By: Michelle Neuenschwander
The Bureau of Land Management’s Methane Waste and Prevention Rule is the epitome of common sense. It requires oil and gas companies that maintain operations on tribal and federal public lands – land that is technically owned by the nation’s taxpayers – to use modern and cost-effective technologies to cut waste. This includes stopping leaks and ending the practice of burning off – commonly referred to as “flaring” – the natural gas.
In 2016, the BLM held a public hearing in Denver regarding the rule that was under consideration for implementation. The process taken to adopt the methane rule was transparent and fair; over 300,000 people commented in its favor. Not surprising when you consider that in 2017, a bipartisan pair of pollsters found that 81 percent of voters in western states were supportive of adopting the Bureau of Land Management (BLM) methane waste rule.
The rule succeeded in being adopted by the BLM and even survived an attempt by Congress to remove it from law. However, the Trump Administration has turned its sights on the rule as it has proposed changes that would gut the rule – without any form of public input.
While there are some basic financial arguments that show why the rule should be maintained — oil and gas companies operating on federal and tribal lands are wasting more than $330 million worth of natural gas nationwide each year — the focus on health is more disconcerting.
When natural gas, primarily in the form of methane, is released into the air, so too are harmful pollutants such as benzene, which are linked to cancer, and other ozone-forming pollutants that can trigger asthma attacks and worsen emphysema. Latinos are disproportionately affected by the health impacts of oil and gas development — in fact 1.81 million Latinos live within a half mile of existing facilities. The National Hispanic Medical Association and LULAC report, Latino Communities At Risk: The Impact of Air Pollution from the Oil and Gas Industry, found that many Latino communities face an elevated risk of cancer due to toxic air emissions from oil and gas development.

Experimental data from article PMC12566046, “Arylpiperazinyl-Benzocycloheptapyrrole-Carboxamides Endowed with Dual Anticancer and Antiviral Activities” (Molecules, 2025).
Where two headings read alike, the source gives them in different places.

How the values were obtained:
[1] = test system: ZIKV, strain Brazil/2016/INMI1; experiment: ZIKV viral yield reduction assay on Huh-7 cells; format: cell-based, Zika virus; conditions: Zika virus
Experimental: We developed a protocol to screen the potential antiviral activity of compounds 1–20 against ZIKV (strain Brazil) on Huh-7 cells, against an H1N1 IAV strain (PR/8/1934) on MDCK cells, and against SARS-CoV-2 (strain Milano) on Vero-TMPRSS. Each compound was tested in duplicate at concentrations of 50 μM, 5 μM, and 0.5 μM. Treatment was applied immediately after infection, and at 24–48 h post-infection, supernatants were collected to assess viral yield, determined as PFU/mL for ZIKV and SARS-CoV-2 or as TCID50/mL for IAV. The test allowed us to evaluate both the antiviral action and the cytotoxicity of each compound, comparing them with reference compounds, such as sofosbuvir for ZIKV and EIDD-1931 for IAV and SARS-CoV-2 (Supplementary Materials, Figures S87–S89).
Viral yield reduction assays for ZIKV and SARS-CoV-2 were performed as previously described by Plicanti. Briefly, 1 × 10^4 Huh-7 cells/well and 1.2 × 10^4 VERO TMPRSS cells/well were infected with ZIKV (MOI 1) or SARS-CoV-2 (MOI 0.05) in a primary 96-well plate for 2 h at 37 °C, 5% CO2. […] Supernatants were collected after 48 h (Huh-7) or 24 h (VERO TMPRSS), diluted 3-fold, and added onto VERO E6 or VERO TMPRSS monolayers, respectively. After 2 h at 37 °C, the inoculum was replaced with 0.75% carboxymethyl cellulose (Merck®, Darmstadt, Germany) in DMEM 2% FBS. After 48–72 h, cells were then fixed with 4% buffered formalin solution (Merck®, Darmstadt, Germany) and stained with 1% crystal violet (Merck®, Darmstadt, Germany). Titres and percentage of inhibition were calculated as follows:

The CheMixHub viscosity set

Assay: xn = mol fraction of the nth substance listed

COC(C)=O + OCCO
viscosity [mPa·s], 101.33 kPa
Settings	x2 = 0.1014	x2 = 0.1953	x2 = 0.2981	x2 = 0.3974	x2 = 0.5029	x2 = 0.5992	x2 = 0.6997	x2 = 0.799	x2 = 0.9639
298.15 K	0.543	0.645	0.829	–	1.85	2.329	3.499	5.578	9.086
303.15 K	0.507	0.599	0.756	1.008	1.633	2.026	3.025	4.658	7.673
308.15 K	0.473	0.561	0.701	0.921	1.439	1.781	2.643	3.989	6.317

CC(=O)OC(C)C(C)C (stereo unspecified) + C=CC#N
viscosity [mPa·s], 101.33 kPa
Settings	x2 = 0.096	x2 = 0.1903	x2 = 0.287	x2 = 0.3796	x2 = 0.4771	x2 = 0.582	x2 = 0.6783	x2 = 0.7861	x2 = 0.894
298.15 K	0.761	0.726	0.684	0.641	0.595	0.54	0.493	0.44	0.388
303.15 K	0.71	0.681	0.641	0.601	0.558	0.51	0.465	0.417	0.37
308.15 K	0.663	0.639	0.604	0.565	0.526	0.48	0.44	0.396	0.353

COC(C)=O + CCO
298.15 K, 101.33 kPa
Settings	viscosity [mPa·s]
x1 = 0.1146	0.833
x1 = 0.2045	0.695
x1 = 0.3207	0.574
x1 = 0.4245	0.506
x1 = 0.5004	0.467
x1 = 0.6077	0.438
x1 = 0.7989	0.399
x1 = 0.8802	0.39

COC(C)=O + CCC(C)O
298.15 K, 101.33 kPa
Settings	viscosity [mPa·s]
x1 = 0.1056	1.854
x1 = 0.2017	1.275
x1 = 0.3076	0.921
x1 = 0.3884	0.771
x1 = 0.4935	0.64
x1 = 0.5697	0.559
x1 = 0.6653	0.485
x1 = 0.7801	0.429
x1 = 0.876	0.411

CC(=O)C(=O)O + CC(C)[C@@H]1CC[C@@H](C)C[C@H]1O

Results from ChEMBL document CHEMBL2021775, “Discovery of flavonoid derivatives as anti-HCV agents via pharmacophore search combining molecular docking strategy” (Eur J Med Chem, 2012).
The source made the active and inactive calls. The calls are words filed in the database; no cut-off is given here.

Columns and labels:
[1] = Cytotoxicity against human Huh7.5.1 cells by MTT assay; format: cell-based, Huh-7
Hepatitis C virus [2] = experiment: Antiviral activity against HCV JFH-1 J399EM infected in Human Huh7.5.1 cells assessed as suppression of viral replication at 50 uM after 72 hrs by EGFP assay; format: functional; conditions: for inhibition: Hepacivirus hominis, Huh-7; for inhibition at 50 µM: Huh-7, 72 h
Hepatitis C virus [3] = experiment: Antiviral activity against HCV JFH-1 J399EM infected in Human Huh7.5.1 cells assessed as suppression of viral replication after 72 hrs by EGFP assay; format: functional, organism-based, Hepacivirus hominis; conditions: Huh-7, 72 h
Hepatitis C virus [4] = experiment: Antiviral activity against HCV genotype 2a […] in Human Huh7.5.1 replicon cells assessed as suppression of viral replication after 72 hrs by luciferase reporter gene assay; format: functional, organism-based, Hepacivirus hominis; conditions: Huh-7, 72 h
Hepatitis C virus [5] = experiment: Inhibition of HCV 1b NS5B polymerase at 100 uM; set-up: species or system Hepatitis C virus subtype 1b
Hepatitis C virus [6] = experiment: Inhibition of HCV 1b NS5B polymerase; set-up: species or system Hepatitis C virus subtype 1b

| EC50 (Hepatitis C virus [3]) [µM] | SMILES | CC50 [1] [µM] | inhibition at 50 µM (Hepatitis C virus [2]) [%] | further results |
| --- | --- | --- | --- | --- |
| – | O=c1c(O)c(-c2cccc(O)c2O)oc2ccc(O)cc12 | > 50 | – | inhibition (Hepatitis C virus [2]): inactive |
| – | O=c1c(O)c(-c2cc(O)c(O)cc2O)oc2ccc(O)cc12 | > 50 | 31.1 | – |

The oil and gas industry continues to expand, especially in states like Colorado and in places that have large and growing Latino populations. To make matters worse, NASA announced in 2014 that they had found a methane “hot-spot” the size of Delaware hovering over the four corners region and that oil and gas operations were major contributors to the methane plume. Pollution from these operations will only degrade air quality further. Greater protections for our nation’s public lands will help address some of the larger health issues that affect our community as a whole.
We can’t continue ignoring these problems. Change begins when we acknowledge we are dealing with an issue, in this case, one that affects our health, our pockets and most important, our planet.
We must not abandon rules that ensure that air quality doesn’t harm our children and communities. We have a moral obligation to our generation and the generations that follow. There is no excuse to not modernize oil and gas development, especially when our health and safety hang in the balance.